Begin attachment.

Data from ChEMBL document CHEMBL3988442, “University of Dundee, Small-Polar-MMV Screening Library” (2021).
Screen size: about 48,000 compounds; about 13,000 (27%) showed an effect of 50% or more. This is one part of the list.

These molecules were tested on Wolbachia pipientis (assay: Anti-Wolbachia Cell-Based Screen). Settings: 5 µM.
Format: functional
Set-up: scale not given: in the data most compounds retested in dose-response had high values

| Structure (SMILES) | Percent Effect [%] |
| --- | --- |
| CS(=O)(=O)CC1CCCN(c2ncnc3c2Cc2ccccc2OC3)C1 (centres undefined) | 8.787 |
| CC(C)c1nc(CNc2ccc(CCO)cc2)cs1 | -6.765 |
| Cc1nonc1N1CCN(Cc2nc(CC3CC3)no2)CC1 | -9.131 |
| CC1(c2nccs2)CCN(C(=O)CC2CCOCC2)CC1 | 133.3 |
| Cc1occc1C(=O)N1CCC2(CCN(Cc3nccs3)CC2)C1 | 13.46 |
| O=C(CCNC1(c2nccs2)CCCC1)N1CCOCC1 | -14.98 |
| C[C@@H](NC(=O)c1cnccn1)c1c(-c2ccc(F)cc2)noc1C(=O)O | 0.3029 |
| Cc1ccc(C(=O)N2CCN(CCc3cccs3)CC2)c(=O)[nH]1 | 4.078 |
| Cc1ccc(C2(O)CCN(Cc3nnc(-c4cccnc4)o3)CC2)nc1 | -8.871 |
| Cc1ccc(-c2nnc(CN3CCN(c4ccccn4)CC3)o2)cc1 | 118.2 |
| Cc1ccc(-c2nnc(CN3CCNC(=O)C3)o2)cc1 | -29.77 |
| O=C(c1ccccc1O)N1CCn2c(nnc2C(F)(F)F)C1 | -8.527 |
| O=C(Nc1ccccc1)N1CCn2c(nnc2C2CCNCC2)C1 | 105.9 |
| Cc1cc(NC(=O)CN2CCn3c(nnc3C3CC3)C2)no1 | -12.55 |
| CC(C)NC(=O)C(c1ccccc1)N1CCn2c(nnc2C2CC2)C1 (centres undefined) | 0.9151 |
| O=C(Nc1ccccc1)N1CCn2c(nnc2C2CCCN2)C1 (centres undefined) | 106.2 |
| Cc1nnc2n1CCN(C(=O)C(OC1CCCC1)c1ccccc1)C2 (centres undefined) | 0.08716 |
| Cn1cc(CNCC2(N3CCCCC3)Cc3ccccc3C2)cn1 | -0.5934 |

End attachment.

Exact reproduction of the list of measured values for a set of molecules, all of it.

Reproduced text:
Data from ChEMBL document CHEMBL3988442, “University of Dundee, Small-Polar-MMV Screening Library” (2021).
Screen size: about 48,000 compounds; about 13,000 (27%) showed an effect of 50% or more. This is one part of the list.

These molecules were tested on Wolbachia pipientis (assay: Anti-Wolbachia Cell-Based Screen). Settings: 5 µM.
Format: functional
Set-up: scale not given: in the data most compounds retested in dose-response had high values

| Structure (SMILES) | Percent Effect [%] |
| --- | --- |
| CS(=O)(=O)CC1CCCN(c2ncnc3c2Cc2ccccc2OC3)C1 (centres undefined) | 8.787 |
| CC(C)c1nc(CNc2ccc(CCO)cc2)cs1 | -6.765 |
| Cc1nonc1N1CCN(Cc2nc(CC3CC3)no2)CC1 | -9.131 |
| CC1(c2nccs2)CCN(C(=O)CC2CCOCC2)CC1 | 133.3 |
| Cc1occc1C(=O)N1CCC2(CCN(Cc3nccs3)CC2)C1 | 13.46 |
| O=C(CCNC1(c2nccs2)CCCC1)N1CCOCC1 | -14.98 |
| C[C@@H](NC(=O)c1cnccn1)c1c(-c2ccc(F)cc2)noc1C(=O)O | 0.3029 |
| Cc1ccc(C(=O)N2CCN(CCc3cccs3)CC2)c(=O)[nH]1 | 4.078 |
| Cc1ccc(C2(O)CCN(Cc3nnc(-c4cccnc4)o3)CC2)nc1 | -8.871 |
| Cc1ccc(-c2nnc(CN3CCN(c4ccccn4)CC3)o2)cc1 | 118.2 |
| Cc1ccc(-c2nnc(CN3CCNC(=O)C3)o2)cc1 | -29.77 |
| O=C(c1ccccc1O)N1CCn2c(nnc2C(F)(F)F)C1 | -8.527 |
| O=C(Nc1ccccc1)N1CCn2c(nnc2C2CCNCC2)C1 | 105.9 |
| Cc1cc(NC(=O)CN2CCn3c(nnc3C3CC3)C2)no1 | -12.55 |
| CC(C)NC(=O)C(c1ccccc1)N1CCn2c(nnc2C2CC2)C1 (centres undefined) | 0.9151 |
| O=C(Nc1ccccc1)N1CCn2c(nnc2C2CCCN2)C1 (centres undefined) | 106.2 |
| Cc1nnc2n1CCN(C(=O)C(OC1CCCC1)c1ccccc1)C2 (centres undefined) | 0.08716 |
| Cn1cc(CNCC2(N3CCCCC3)Cc3ccccc3C2)cn1 | -0.5934 |